PWEA Education Town Hall Addressed Closing Achievement Gap

| April 27, 2017 | 0 Comments | Education

NEA President Lily Eskelsen Garcia speaks to Prince William County educators and parents, April 19 at Stonewall Jackson High School.

Keynote speaker NEA President Lily Eskelsen Garcia spoke about closing the achievement gap at an ESSA town hall, April 19, organized by the Prince William Education Association (PWEA) and held at Stonewall Jackson High School in Manassas. 

Eskelsen Garcia attempted to mobilize educators and community members to return their passion for teaching and address inequality in schools.

President Obama signed the Every Student Succeeds Act or “ESSA” into law. It eliminates some of the mandates of No Child Left Behind and allows states and localities more input into public education requirements, the amount of standardize testing and how best to help students succeed. 

The objective of the town hall was to gather input from Prince William County educators and community members to pass the information to the school division and elected officials with the goal of influencing education legislation.

Hundreds of Prince William educators who hoped to bridge the achievement gap attended, especially those who work with ESOL, special education, low-income or minority students 

Before the meeting began, attendees named one thing they would change to help every student succeed should money be no object. A representative announced that the number one answer was to,“reduce the amount of SOL (Standards of Learning) testing.”

Other top answers included more professional development and raises for teachers; better adherence to homework policy that limits homework; reducing class sizes; more life-based classes; moving students out of trailers; equity of funding; hiring more teachers; sensitivity and diversity training; fewer suspensions for minority students and more recess and physical activity for elementary students.

Lily Eskelsen Garcia spoke as to how the current system of learning for testing is upside down. She aims to get education back to a point where teachers are able to do their jobs the way they know best. ESSA can bring education back to teaching the whole student, igniting a passion for learning and free teachers to deliver creative, stimulating lessons again.

PWEA ESSA town hall panel (L-R) Avis Richardson, Family & Consumer Science teacher at Freedom High School; Warren Hill, History teacher at Potomac High School; Jim Livingston, VEA President; Lily Eskelsen Garcia, NEA President; and Riley O’Casey PWEA President.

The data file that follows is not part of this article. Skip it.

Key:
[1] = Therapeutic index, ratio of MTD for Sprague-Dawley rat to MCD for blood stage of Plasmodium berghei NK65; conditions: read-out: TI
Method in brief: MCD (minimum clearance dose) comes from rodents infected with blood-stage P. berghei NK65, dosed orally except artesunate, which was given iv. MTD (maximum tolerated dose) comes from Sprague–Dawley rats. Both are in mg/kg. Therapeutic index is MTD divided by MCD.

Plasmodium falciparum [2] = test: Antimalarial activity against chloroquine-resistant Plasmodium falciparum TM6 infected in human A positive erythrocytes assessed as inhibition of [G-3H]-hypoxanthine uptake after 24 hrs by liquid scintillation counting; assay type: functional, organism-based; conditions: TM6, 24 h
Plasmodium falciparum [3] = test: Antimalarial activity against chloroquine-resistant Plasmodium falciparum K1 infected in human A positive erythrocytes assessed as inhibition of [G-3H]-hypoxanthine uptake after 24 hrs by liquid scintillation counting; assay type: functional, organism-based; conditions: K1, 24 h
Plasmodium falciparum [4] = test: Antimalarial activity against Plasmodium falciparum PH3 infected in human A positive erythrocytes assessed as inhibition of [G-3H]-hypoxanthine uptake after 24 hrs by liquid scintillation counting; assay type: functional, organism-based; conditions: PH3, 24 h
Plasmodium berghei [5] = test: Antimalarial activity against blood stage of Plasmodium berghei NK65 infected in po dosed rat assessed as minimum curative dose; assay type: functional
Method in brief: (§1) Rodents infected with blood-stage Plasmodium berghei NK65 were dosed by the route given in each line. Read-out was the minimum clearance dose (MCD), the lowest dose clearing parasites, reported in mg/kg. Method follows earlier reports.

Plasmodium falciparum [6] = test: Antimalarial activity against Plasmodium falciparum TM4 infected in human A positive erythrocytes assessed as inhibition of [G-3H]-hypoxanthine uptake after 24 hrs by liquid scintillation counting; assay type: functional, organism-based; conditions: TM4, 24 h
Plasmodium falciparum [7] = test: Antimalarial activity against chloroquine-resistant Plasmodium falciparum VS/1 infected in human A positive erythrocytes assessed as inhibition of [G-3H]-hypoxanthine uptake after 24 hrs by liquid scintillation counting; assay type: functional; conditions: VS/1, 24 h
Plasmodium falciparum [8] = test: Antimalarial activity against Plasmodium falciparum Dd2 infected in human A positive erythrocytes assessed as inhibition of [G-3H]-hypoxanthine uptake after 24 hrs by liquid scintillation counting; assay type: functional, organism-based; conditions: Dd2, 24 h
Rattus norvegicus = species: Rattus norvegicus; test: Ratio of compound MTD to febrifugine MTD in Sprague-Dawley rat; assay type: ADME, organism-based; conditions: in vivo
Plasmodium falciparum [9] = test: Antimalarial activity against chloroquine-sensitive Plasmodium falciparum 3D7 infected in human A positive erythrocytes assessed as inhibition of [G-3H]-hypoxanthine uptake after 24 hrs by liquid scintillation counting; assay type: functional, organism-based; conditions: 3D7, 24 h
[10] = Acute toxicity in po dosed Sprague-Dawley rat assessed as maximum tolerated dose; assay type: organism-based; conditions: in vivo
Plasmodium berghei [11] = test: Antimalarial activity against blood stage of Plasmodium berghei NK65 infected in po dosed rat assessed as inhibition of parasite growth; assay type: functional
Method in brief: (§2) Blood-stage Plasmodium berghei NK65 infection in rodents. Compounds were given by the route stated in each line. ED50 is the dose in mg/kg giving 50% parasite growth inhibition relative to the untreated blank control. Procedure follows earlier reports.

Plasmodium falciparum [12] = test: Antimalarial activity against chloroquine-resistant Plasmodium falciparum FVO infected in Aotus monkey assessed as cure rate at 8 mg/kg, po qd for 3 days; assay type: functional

She also spoke about the differences between students home lives, saying the most successful students around the country “have never missed a meal in their lives.” While all parents want their children to succeed, educators and lawmakers need to acknowledge that well to do families will have ample opportunities to help their children succeed, but some families do not. 

In addition to home life, schools are equally inequitable. She said that for many schools having a librarian is like finding a unicorn. Many schools also have no access to college level courses.

This is true for the state as well as VEA President (former PWEA president) Jim Livingston said he traveled all over Virginia and found Prince William County Schools offer multiple opportunities that other communities do not.

Eskelsen Garcia said nothing needs to be taken away from the upper-class neighborhood schools to provide all students with the opportunities they already have. 

“You don’t take anything away from them. You take inventory and say ‘this is the standard for Virginia,'” she said. 

Eskelsen Garcia believes that vouchers are not the answer to improve failing schools, calling them “a deflection,” and “a way to evade the question.” A better question is “why are some schools allowed to have [such poor conditions?]”

Eskelsen Garcia said it is not because it is too costly.

“We did afford it. We just afforded it for these kids. It was an intentional systematic process. It’s not by accident,” she said, saying racism has been institutionalized into the American education system since the beginning. 

She asked teachers to lead the effort to promote change, saying “You don’t have to wait for it; you can do it now.” She said it is time to stop allowing people who have no contact with children to make the decisions.

“You are the right people to solve this…Start dreaming…Once you get people to dream, they won’t let anyone stop them.”

One teacher asked how do they do achieve this when the education secretary has in the past favored vouchers over investing in public schools. Eskelsen Garcia said they will need to overcome obstacles by creating a powerful movement. The PWEA handed out flyers asking attendees to advocate for students through speaking publicly, writing to media, talking to their colleagues and neighbors about the issue and contacting their legislative officials.

PWEA President Riley O’Casey was happy with the outcome of the meeting.

“The town hall was exciting and just the beginning to make changes for our students. All stakeholders shared their ideas to improve education. There is a lot of work to do; I hope participants will stay involved.”

© 2017, Bristow Beat. All rights reserved.

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